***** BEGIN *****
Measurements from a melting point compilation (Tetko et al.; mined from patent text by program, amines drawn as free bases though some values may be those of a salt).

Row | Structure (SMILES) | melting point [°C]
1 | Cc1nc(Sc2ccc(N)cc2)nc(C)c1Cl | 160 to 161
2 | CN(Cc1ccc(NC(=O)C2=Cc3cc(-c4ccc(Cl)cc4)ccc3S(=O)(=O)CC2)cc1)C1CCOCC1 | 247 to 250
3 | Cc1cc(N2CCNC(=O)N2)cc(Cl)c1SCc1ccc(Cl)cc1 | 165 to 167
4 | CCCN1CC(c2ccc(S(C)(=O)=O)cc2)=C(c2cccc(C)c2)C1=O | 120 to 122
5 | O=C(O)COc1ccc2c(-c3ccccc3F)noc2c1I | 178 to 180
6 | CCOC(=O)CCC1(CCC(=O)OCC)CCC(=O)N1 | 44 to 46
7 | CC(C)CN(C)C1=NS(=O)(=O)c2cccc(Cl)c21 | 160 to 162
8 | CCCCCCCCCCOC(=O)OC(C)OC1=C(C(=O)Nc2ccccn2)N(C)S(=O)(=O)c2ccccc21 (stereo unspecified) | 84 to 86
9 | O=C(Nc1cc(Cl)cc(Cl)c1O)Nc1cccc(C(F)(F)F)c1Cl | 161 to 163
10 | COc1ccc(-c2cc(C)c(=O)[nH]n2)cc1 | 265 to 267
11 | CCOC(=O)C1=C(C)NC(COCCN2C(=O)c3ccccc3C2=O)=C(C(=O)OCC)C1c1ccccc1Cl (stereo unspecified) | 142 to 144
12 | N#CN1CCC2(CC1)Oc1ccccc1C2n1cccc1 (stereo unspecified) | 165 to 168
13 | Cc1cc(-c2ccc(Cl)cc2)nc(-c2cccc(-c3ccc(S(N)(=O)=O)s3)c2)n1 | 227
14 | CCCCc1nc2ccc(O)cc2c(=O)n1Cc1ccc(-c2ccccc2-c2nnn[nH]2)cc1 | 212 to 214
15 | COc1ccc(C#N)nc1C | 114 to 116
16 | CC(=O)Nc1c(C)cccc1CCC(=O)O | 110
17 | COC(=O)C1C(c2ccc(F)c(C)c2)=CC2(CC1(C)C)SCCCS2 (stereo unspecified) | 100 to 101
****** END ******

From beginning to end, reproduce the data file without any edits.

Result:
Measurements from a melting point compilation (Tetko et al.; mined from patent text by program, amines drawn as free bases though some values may be those of a salt).

Row | Structure (SMILES) | melting point [°C]
1 | Cc1nc(Sc2ccc(N)cc2)nc(C)c1Cl | 160 to 161
2 | CN(Cc1ccc(NC(=O)C2=Cc3cc(-c4ccc(Cl)cc4)ccc3S(=O)(=O)CC2)cc1)C1CCOCC1 | 247 to 250
3 | Cc1cc(N2CCNC(=O)N2)cc(Cl)c1SCc1ccc(Cl)cc1 | 165 to 167
4 | CCCN1CC(c2ccc(S(C)(=O)=O)cc2)=C(c2cccc(C)c2)C1=O | 120 to 122
5 | O=C(O)COc1ccc2c(-c3ccccc3F)noc2c1I | 178 to 180
6 | CCOC(=O)CCC1(CCC(=O)OCC)CCC(=O)N1 | 44 to 46
7 | CC(C)CN(C)C1=NS(=O)(=O)c2cccc(Cl)c21 | 160 to 162
8 | CCCCCCCCCCOC(=O)OC(C)OC1=C(C(=O)Nc2ccccn2)N(C)S(=O)(=O)c2ccccc21 (stereo unspecified) | 84 to 86
9 | O=C(Nc1cc(Cl)cc(Cl)c1O)Nc1cccc(C(F)(F)F)c1Cl | 161 to 163
10 | COc1ccc(-c2cc(C)c(=O)[nH]n2)cc1 | 265 to 267
11 | CCOC(=O)C1=C(C)NC(COCCN2C(=O)c3ccccc3C2=O)=C(C(=O)OCC)C1c1ccccc1Cl (stereo unspecified) | 142 to 144
12 | N#CN1CCC2(CC1)Oc1ccccc1C2n1cccc1 (stereo unspecified) | 165 to 168
13 | Cc1cc(-c2ccc(Cl)cc2)nc(-c2cccc(-c3ccc(S(N)(=O)=O)s3)c2)n1 | 227
14 | CCCCc1nc2ccc(O)cc2c(=O)n1Cc1ccc(-c2ccccc2-c2nnn[nH]2)cc1 | 212 to 214
15 | COc1ccc(C#N)nc1C | 114 to 116
16 | CC(=O)Nc1c(C)cccc1CCC(=O)O | 110
17 | COC(=O)C1C(c2ccc(F)c(C)c2)=CC2(CC1(C)C)SCCCS2 (stereo unspecified) | 100 to 101